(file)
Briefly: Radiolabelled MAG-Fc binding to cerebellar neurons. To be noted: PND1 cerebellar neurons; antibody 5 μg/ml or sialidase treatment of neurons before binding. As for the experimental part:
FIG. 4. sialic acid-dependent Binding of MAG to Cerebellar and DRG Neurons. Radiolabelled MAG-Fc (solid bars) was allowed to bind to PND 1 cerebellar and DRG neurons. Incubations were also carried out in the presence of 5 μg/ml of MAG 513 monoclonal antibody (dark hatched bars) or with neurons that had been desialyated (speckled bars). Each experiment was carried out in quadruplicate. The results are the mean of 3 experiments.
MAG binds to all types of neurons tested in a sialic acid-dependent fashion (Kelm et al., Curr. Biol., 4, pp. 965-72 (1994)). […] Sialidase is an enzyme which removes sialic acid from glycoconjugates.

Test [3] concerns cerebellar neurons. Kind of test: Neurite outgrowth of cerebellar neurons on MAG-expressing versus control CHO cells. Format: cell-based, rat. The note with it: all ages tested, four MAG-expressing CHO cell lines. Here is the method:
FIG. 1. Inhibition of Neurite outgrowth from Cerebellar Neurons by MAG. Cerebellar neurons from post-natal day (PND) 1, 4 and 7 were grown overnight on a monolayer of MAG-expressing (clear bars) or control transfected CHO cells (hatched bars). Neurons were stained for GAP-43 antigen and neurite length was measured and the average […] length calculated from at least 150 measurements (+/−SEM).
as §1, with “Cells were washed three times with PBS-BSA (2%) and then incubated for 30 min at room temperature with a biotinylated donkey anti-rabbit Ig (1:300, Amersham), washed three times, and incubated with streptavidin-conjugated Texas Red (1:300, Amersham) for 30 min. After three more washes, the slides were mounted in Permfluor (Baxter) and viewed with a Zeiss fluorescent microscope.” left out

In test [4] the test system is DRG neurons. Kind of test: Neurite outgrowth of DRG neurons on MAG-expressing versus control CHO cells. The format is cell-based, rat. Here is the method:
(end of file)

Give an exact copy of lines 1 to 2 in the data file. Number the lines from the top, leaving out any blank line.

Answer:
Briefly: Radiolabelled MAG-Fc binding to cerebellar neurons. To be noted: PND1 cerebellar neurons; antibody 5 μg/ml or sialidase treatment of neurons before binding. As for the experimental part:
FIG. 4. sialic acid-dependent Binding of MAG to Cerebellar and DRG Neurons. Radiolabelled MAG-Fc (solid bars) was allowed to bind to PND 1 cerebellar and DRG neurons. Incubations were also carried out in the presence of 5 μg/ml of MAG 513 monoclonal antibody (dark hatched bars) or with neurons that had been desialyated (speckled bars). Each experiment was carried out in quadruplicate. The results are the mean of 3 experiments.